Bedell Cellars: Artistic Elegance  July 6, 2017

https://www.bedellcellars.com/

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The weather man was predicting rain, so we decided to take our guests to Bedell, rather than opt for a winery where we would sit outside.  As it happened, the sun came out, but we did not regret our choice.  Bedell has some lovely and interesting wines, and the most artistic labels on Long Island.  As we’ve been told before by servers, the owner is on the board of the Museum of Modern Art, and he commissions labels from various modern artists.  Given the prices on the wines, maybe they could include little reproductions of the artwork with the purchase of each bottle!

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Each label is also a work of art.

The tasting room is small and simply elegant, with a high ceiling and a black and white color scheme. There is also a covered porch to one side.  We settled down at a table for four and perused the flight menu—which didn’t take long, as they have simplified their options.  Now there is only one choice—a flight of five wines for $20.  Each couple opted to share a tasting, which worked out fine.  They also have a small snack menu, with one unusual choice:  an individual serving of North Fork honey.  We had brought some mixed nuts, which helped us appreciate at least one of the wines, as you will see.

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Their menu of snacks.

  1. Sparkling Rosé 2016      $45

What a perfect way to start our tasting, especially since we were also celebrating my husband’s birthday.  A pretty pink—“Nice color for a bridesmaid’s dress,” opined our friend—with an aroma of strawberries, this is made from a mixture of 60% merlot and 40% cabernet sauvignon.  Unlike the sparkling white we had here last time, this is made by injecting CO2, not by the méthode champenoise.  While not complex, the taste is delicious, crisp and dry and fruity.  One of us threatened to drink a whole bottle…

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  1. Taste White 2015 $50

Our server informed us that this was the “wine of the month,” and was therefore on sale at half price.  Noting the vintage, I opined that they wanted to clear out the stock to make space for a newer wine, as many whites are better drunk young, not aged.  Both the blend of grapes and the aroma intrigued us.  It is a combination of 65% albariño, plus chardonnay, sauvignon blanc, and viognier, and is steel fermented.  We kept sniffing and discussing the smell, which we described variously as mineral, burnt cork, funky, and garden mulch.  The taste was equally complicated, with fruit, mineral, metal, and citrus notes.  We liked it, but were wondering about food pairings, since it has an unusual flavor and would overwhelm something delicate, like sole.  I’m thinking it might have gone well with the grilled swordfish topped with tomato relish my friend had later for dinner at ALure.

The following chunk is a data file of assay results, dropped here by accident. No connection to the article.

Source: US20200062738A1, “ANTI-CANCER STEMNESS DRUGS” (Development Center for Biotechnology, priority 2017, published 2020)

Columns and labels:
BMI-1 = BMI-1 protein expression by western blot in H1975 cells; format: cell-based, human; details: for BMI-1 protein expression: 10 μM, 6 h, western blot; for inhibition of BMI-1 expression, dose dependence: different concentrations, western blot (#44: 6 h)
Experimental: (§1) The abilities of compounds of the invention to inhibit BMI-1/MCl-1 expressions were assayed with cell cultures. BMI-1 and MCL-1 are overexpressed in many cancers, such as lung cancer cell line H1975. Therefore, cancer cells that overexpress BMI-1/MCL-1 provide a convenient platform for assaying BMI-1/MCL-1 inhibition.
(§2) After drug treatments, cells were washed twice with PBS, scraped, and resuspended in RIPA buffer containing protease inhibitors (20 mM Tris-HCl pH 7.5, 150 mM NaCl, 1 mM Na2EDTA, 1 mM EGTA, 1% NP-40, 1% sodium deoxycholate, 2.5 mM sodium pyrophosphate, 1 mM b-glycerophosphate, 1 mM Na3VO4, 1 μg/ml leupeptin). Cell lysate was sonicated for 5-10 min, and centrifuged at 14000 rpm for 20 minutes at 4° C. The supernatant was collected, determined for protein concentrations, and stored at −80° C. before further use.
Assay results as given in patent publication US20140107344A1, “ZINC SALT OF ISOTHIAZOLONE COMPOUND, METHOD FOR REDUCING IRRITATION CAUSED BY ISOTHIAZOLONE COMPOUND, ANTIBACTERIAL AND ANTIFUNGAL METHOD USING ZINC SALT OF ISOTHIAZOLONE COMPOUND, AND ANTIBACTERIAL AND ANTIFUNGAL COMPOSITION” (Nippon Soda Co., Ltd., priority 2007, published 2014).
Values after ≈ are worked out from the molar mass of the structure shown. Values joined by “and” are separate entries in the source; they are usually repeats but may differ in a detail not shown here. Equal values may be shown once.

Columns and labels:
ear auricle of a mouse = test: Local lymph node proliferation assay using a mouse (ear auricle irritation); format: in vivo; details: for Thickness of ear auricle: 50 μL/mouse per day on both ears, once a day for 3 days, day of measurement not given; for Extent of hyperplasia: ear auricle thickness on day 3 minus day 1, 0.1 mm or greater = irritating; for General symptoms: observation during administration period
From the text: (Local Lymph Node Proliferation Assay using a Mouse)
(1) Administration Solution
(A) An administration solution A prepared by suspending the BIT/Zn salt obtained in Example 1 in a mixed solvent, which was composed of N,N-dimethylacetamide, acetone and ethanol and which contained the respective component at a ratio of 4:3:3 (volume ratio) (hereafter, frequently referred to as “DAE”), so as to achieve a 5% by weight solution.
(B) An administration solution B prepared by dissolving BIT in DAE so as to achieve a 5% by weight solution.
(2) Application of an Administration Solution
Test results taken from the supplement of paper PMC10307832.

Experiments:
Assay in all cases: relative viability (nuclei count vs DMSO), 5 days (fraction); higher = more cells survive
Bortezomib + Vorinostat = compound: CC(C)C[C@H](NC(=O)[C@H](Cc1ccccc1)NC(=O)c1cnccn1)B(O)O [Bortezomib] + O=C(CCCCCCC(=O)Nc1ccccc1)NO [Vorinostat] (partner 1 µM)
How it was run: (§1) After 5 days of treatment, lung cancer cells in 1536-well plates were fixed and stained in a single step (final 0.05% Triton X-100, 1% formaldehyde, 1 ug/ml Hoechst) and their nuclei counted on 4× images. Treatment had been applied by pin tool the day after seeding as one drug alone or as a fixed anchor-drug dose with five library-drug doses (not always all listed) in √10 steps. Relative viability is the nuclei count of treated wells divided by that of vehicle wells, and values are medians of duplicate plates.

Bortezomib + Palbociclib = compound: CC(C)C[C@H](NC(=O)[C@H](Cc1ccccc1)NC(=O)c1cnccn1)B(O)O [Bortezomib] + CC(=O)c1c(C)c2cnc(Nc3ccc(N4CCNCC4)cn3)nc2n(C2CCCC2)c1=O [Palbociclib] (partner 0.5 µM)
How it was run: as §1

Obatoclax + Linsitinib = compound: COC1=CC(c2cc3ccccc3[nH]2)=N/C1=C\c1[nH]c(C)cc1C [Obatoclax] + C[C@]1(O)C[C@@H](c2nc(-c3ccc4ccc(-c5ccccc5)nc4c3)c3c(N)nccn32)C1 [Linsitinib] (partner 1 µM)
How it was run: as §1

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  1. Gallery 2014 $75

That’s quite a price for a Long Island white, and though we enjoyed the wine we did not feel it was worth it.  A combination of 65% chardonnay and 25% viognier aged in oak, plus 10% steel-fermented sauvignon blanc, we thought it was slightly reminiscent of a California chardonnay, though not as oaky.  The taste was complex, with notes of citrus and salt and mineral and some butterscotch.  We felt it was a bit too sweet, though I think that may have been the fruitiness rather than the sweetness.  When we ate some nuts and then tasted it again, we liked it better, so it is definitely a food wine.

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There are not many wineries where the wine labels could also double as art museum labels.

  1. Merlot 2014 $35

We got clean glasses for the reds.  Mmm, this smelled delicious, with lots of fruity, plummy, cherry aromas.  It also tasted quite good, dry, but with lots of fruit and a bit of cinnamon or nutmeg.  Nice tannins.  It might age well.  You could have this with steak and be quite happy.  Or bison, which, as our server informed us, is what it was paired with in 2009 at a Presidential inauguration lunch.

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  1. Cabernet Franc 2014 $45

“This sends nine months in neutral oak,” our server told us, and we felt pretty neutral about the wine as well.  Just okay, was my judgement.  Definitely tasted red plums and other fruits in this dry red, but it was not as full-bodied as the merlot, which we all preferred.

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One side of the bar.

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A table, with a view out to the porch.